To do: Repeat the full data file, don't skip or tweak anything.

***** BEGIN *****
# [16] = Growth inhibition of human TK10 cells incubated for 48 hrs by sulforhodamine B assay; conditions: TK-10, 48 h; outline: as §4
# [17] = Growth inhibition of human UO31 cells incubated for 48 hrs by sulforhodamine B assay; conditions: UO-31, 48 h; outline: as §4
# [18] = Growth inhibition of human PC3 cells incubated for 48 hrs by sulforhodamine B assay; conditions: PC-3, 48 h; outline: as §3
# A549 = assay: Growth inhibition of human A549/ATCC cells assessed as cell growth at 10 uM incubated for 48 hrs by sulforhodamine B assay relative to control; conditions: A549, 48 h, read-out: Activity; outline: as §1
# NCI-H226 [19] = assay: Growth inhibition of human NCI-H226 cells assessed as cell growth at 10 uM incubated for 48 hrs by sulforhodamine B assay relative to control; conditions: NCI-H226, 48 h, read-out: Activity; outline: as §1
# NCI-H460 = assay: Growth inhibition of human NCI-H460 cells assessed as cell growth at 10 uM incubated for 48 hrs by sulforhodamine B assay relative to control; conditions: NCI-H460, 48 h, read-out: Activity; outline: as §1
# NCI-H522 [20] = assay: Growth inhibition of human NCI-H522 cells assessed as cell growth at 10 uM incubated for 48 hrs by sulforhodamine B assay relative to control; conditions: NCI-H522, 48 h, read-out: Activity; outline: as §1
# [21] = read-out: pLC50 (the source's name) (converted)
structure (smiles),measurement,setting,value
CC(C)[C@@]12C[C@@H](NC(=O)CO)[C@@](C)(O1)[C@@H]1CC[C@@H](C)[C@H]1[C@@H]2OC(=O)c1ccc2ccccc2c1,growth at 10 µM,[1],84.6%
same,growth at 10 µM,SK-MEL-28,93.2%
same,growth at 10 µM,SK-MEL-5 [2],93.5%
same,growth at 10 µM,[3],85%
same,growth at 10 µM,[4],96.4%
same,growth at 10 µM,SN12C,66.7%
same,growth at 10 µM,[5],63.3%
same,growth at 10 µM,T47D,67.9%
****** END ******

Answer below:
# [16] = Growth inhibition of human TK10 cells incubated for 48 hrs by sulforhodamine B assay; conditions: TK-10, 48 h; outline: as §4
# [17] = Growth inhibition of human UO31 cells incubated for 48 hrs by sulforhodamine B assay; conditions: UO-31, 48 h; outline: as §4
# [18] = Growth inhibition of human PC3 cells incubated for 48 hrs by sulforhodamine B assay; conditions: PC-3, 48 h; outline: as §3
# A549 = assay: Growth inhibition of human A549/ATCC cells assessed as cell growth at 10 uM incubated for 48 hrs by sulforhodamine B assay relative to control; conditions: A549, 48 h, read-out: Activity; outline: as §1
# NCI-H226 [19] = assay: Growth inhibition of human NCI-H226 cells assessed as cell growth at 10 uM incubated for 48 hrs by sulforhodamine B assay relative to control; conditions: NCI-H226, 48 h, read-out: Activity; outline: as §1
# NCI-H460 = assay: Growth inhibition of human NCI-H460 cells assessed as cell growth at 10 uM incubated for 48 hrs by sulforhodamine B assay relative to control; conditions: NCI-H460, 48 h, read-out: Activity; outline: as §1
# NCI-H522 [20] = assay: Growth inhibition of human NCI-H522 cells assessed as cell growth at 10 uM incubated for 48 hrs by sulforhodamine B assay relative to control; conditions: NCI-H522, 48 h, read-out: Activity; outline: as §1
# [21] = read-out: pLC50 (the source's name) (converted)
structure (smiles),measurement,setting,value
CC(C)[C@@]12C[C@@H](NC(=O)CO)[C@@](C)(O1)[C@@H]1CC[C@@H](C)[C@H]1[C@@H]2OC(=O)c1ccc2ccccc2c1,growth at 10 µM,[1],84.6%
same,growth at 10 µM,SK-MEL-28,93.2%
same,growth at 10 µM,SK-MEL-5 [2],93.5%
same,growth at 10 µM,[3],85%
same,growth at 10 µM,[4],96.4%
same,growth at 10 µM,SN12C,66.7%
same,growth at 10 µM,[5],63.3%
same,growth at 10 µM,T47D,67.9%